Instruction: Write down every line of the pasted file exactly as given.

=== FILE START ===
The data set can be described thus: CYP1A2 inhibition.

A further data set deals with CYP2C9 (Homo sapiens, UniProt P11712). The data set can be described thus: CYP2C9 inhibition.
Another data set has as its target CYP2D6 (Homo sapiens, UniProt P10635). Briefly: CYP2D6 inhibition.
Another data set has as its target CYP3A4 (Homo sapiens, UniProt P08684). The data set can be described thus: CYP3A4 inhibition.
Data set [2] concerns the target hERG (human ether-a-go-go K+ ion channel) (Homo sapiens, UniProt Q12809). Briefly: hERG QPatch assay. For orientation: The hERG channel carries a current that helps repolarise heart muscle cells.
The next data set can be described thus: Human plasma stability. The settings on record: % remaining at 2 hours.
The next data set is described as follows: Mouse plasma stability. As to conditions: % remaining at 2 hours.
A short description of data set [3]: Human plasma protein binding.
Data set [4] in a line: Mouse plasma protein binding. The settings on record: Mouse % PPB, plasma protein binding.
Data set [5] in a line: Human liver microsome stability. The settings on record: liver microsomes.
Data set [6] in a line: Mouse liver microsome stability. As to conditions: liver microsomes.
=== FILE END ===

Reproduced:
The data set can be described thus: CYP1A2 inhibition.

A further data set deals with CYP2C9 (Homo sapiens, UniProt P11712). The data set can be described thus: CYP2C9 inhibition.
Another data set has as its target CYP2D6 (Homo sapiens, UniProt P10635). Briefly: CYP2D6 inhibition.
Another data set has as its target CYP3A4 (Homo sapiens, UniProt P08684). The data set can be described thus: CYP3A4 inhibition.
Data set [2] concerns the target hERG (human ether-a-go-go K+ ion channel) (Homo sapiens, UniProt Q12809). Briefly: hERG QPatch assay. For orientation: The hERG channel carries a current that helps repolarise heart muscle cells.
The next data set can be described thus: Human plasma stability. The settings on record: % remaining at 2 hours.
The next data set is described as follows: Mouse plasma stability. As to conditions: % remaining at 2 hours.
A short description of data set [3]: Human plasma protein binding.
Data set [4] in a line: Mouse plasma protein binding. The settings on record: Mouse % PPB, plasma protein binding.
Data set [5] in a line: Human liver microsome stability. The settings on record: liver microsomes.
Data set [6] in a line: Mouse liver microsome stability. As to conditions: liver microsomes.